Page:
Sunday, April 21, 2013

Professor Layton and the Curious Village

GENRE: Puzzle Adventure
DIRECTOR: Tatsuya Shinkai
PRODUCER: Akihiro Hino
Images by RPGFan and

All Professor Layton and the Curious Village games and merchandise Description:
In Professor Layton and the Curious Village, you’ll tackle over 130 puzzles as you unravel the mysteries of the village. Puzzles range from mazes and riddles to logic and sliding puzzles. Touch Screen controls make working through puzzles fun for players of all skill levels, and new puzzles are available weekly for download via the Nintendo Wi-Fi Connection. Fully voiced animated scenes bring the story to life, while the eccentric villagers and the hand-drawn art provide a charm that appeals to gamers and non-gamers alike. Only playable on Nintendo DS systems.

There's a reason why there's an age limit for IQ tests. >>> by skysenshi
It took me a while to play Professor Layton but it was only because I'm not too fond of the art. But just like Lunar: Silver Star Story, a game I did not initially want to play for the same reason, I found myself immensely enjoying Layton despite its aesthetics. Later, the very same aesthetics that turned me off started growing on me.

Thing is, some of the puzzles in Professor Layton and the Curious Village are a bit...let's just say, if you belong to a certain field, you will find yourself questioning the validity of the puzzles. There are times when you'd find yourself overthinking when the answer is the simplest of solutions. The math problems throw me off nearly most of the time, and then I'd scream, "This is fake math!"

I'm also a little wary of math problems involving people. For regular IQ tests, the solutions seem easy but if you were immersed in Human-Computer Interaction theories, you would always count for fatigue and the differences in skill level of every individual. This is also the basic reason why IQ tests should have an age limit. The formula for IQ is: (Mental Age / Chronological Age) x 100. This simply means that for many people, their IQ points decrease as they grow older. Without looking at the formula, however, one must realize that after high school, people begin to specialize. One word may mean differently to people belonging to various fields. And as I mentioned, people who have studied Human-Computer Interaction would find a lot of oversimplification in math questions about human abilities. That was my only major complaint about Professor Layton's puzzles.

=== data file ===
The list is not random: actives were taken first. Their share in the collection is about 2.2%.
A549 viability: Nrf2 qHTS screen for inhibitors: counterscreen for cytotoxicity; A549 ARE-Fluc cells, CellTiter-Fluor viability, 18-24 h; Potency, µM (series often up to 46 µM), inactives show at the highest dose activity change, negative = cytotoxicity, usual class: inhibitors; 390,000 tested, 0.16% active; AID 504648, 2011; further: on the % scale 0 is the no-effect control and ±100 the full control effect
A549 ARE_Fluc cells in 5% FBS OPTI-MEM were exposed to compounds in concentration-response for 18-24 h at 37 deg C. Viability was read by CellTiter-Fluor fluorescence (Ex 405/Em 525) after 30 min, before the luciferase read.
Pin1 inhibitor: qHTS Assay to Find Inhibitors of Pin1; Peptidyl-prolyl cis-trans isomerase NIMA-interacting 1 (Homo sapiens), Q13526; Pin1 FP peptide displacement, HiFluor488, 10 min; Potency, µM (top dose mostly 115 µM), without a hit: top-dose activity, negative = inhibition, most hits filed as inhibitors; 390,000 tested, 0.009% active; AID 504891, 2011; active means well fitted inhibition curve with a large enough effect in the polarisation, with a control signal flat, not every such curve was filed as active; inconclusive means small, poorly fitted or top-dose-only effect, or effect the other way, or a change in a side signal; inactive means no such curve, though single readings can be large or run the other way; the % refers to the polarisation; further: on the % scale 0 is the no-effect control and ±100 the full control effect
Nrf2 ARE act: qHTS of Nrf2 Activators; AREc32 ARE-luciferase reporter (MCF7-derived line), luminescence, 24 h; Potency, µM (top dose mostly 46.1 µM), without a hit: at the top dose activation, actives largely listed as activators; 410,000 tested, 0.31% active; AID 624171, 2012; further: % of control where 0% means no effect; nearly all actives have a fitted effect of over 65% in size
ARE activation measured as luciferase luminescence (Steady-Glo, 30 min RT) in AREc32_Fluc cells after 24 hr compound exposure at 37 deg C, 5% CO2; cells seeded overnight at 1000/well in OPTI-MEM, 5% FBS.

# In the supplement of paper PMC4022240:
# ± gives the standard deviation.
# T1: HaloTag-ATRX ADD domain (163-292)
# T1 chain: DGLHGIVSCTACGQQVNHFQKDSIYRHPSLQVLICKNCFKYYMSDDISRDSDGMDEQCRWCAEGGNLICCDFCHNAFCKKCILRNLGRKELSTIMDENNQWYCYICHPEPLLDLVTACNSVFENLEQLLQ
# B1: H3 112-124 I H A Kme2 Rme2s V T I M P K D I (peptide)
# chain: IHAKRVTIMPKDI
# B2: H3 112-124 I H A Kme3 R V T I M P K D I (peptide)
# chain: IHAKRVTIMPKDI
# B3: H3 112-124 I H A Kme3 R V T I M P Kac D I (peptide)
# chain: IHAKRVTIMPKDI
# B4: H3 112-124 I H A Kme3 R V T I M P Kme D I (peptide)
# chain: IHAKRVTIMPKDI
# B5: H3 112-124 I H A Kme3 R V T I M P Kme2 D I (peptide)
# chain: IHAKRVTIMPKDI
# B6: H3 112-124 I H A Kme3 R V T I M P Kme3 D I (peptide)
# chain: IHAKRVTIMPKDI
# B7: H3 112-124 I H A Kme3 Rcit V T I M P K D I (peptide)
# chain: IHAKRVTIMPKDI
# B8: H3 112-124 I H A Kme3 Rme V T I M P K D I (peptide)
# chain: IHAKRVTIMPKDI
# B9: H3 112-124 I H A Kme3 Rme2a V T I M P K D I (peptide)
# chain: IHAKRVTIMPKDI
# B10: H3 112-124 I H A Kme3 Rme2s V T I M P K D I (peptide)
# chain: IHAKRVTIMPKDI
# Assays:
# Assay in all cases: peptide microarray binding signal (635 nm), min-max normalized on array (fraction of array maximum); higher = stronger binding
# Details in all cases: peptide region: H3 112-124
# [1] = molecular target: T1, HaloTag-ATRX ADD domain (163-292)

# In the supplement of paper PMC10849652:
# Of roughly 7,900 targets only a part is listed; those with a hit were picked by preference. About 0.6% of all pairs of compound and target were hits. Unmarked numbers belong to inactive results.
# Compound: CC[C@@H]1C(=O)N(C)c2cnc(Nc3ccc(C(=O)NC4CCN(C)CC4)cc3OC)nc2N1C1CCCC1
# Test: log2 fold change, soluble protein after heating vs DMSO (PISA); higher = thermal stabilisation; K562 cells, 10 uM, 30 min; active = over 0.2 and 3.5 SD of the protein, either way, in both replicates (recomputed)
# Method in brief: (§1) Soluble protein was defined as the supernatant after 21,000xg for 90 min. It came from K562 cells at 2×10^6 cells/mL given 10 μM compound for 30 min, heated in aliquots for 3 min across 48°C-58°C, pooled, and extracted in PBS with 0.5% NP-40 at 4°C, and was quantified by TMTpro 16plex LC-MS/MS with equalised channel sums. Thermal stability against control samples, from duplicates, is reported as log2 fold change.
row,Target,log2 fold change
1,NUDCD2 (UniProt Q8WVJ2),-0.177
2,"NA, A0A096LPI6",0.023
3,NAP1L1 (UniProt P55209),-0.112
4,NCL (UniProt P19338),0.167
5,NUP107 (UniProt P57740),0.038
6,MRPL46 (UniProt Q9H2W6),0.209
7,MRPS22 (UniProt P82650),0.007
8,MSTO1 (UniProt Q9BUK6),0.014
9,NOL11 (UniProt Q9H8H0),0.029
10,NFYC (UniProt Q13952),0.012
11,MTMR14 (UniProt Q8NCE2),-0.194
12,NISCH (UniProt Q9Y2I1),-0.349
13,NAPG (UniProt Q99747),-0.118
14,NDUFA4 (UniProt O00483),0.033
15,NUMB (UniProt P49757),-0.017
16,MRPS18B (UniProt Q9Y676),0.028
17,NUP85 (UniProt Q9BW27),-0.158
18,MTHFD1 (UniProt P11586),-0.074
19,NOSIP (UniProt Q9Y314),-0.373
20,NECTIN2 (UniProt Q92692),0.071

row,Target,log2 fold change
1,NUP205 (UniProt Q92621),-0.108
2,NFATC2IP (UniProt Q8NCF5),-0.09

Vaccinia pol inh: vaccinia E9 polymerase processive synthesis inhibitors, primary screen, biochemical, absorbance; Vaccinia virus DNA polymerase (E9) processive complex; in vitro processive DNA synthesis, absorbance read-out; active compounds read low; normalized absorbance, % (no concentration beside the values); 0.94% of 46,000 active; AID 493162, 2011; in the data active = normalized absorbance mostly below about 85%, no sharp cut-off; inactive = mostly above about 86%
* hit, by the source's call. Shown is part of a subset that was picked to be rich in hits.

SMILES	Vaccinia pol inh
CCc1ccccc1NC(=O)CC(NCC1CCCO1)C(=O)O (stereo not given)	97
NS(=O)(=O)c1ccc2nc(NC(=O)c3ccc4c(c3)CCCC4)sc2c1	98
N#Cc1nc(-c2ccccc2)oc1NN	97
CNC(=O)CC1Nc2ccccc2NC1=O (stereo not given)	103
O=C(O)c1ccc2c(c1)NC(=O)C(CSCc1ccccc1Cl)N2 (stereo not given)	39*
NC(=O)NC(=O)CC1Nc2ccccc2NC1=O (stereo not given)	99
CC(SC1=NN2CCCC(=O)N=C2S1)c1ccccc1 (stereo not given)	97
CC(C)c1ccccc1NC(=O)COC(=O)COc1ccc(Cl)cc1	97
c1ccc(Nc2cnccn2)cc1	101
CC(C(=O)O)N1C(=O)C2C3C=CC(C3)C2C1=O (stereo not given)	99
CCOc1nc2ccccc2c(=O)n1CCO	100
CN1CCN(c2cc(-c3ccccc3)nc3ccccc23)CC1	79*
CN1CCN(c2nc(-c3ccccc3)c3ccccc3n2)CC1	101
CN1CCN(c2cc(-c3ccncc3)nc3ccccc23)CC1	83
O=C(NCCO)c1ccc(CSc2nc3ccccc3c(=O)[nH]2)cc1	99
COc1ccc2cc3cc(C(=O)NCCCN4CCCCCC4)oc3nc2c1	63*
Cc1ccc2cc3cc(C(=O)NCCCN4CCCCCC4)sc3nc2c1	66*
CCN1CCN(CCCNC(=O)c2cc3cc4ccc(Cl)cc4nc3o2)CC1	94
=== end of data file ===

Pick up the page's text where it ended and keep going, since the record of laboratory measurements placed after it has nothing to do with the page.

A friend of mine assured me that many of these issues have been fixed in later installations of the series and this makes me look forward to playing them. Just a bit of a warning: If you're trying to play DS games to make yourself sleepy, keep away from this game. There were times I'd be awake all night because I can't stop myself from solving the puzzles (I love the visual ones that require abstract reasoning) or from trying to find out what was really going on in the Curious Village! It was that immersive.

Oh and yeah! Check out's developer interview with Akihiro Hino!

DIFFICULTY: Easy - Difficult
HIGHEST LEVEL ACHIEVED: Solved 84 puzzles before the ending (finished everything else after the ending).
RATINGS: Gameplay 10; Battle N/A; Story 9; Visuals 6; Characters 9; Sounds 7; Replay Value 8

No comments:

Post a Comment

Copyright 1997 - 2010. The Kraiders Otaku Fridge. All content, except screenshots, belong to the webmaster.